Caring for Hanging Baskets
Most of us love hanging flower baskets, but most of us do not love caring for them
Caring for hanging baskets of flowers is not difficult, but it is not particularly convenient. After all, they are usually hanging way over your head, so it’s not at all convenient to water, fertilize, pinch and deadhead the plants. If it is not convenient, it doesn’t get done often or complete enough. So unless you are able to hang your baskets in a fairly low position, I think the first suggestion for the care of hanging baskets is just get a hook. You know, the deep hook on a long handle like garden centers and even retail clothing stores use. You can find a long handled shepherds hook on amazon, a high reach garment hook at the container store or a retrieval hook at a few other places on line. But do make sure you get a heavy duty pole that won’t bend under the weight of your basket. Getting your basket down will only take seconds and caring for the plants much easier. This will not change the care that is necessary for hanging baskets any different, just quicker and easier.
Most of the things you need to know and think about when caring for a hanging flower basket are simple and common sense.
The bigger the basket the better. A large basket will hold more soil so it will hold moisture longer. But it must have drainage holes to prevent root rot.
Plastic pots will not allow the soil to dry out as quickly as wire baskets with coco fiber liners. Most of the plastic pots that pre-filled at the garden center are not very pretty, but ideally the plants will overflow and cover the pot in time. Containers made of plastic are getting much nicer looking than they used to be but it is difficult to find a nice plastic hanging basket to fill yourself.
Ceramic pots have the water retention advantages of plastic, but they are very heavy. Be sure a ceramic pot is attached securely with a heavy duty anchor. They are also very heavy when you are taking them down and not as easy then to handle.
Wood or terra cotta baskets fall somewhere in between plastic or ceramic pots and coco fiber lined baskets as far as water retention and weight.
Soilless planting mix with lots of peat moss or a very light potting mix will keep the mix moist longer.
Be sure your selection of plants matches the intended location of your basket. Consider how much sun, heat and wind the basket will be subjected to. A basket exposed to lots of sun, heat and wind will require more supplemental watering. And will the basket be open to rain or is it sheltered under an eave? If your basket is sheltered under an eave or a deck you will need to be diligent about watering it.
Low maintenance plants will be easiest to care for in hanging baskets. Plants that do not require much or any deadheading, that are tolerant of dry soil and that do not require frequent heavy fertilizing will make caring for your hanging basket easier.
Mulch the soil surface of the container to minimize evaporation. Bark or pebble mulch is fine, I use sphagnum moss which forms a thick mat over the soil. That also prevents soil from splashing or running out over the side when you water.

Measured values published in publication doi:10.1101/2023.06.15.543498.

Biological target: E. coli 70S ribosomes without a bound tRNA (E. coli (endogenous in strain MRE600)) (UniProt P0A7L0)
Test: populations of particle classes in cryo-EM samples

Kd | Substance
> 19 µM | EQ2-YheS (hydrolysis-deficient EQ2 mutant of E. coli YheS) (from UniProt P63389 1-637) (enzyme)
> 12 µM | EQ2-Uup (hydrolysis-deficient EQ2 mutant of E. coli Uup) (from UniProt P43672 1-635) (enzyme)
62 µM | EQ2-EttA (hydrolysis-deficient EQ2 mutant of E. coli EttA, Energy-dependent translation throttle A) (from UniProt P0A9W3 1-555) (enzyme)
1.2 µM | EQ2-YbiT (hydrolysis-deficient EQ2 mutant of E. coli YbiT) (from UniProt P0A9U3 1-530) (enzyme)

Water your basket slowly until water runs out the bottom to make sure you have saturated it well.
Water your basket on a regular basis every few days to a week. How often you need to water will depend on the sun and heat exposure, how much rain has fallen, and how much water the plants demand.
Do not allow plants to wilt before watering, this only stresses the plant and damages its health. If your basket becomes excessively dry set it into a basin of water for about an hour. This will give the plants time to replenish their water stores not just the soil.
During periods of extended heat your baskets may need to watered as much as two or three times in a day. When the heat is this extreme it is best to take your hanging basket down and place it in the shade.
During high winds your hanging baskets should be taken down and placed in a protected area.
Frequent watering runs soil nutrients right out with the water so fertilizing frequently is necessary. Use a water soluble fertilizer and do not apply it if the soil is very dried out. The plants will take up too much fertilizer too quickly. Generally every 2 weeks is enough, but as your plants get larger late in the season, they may need fertilizer every week. Or you may want to use slow release fertilizer pellets that may last all season long. DO NOT OVER FERTILIZE. Follow fertilizer package instructions carefully as too much nitrogen will burn your plants.
If you have planted your basket yourself, pinching back plant stems every couple of weeks in the beginning will help your plant to become full and dense. As your plants grow, an occasional trim or just deadheading spent blooms will encourage new branching and more flowering. Some plants can become leggy and will benefit from removing up to a third of long branches. It will promote better branching, a fuller healthier plant and more blooms. Petunias and verbena are examples of flowers that will benefit from pinching and trimming.
A reputable garden center can advise you of plants that do well in hanging baskets. Many on line and mail order growers also have such information available to customers. So get yourself a hook and enjoy your hanging baskets.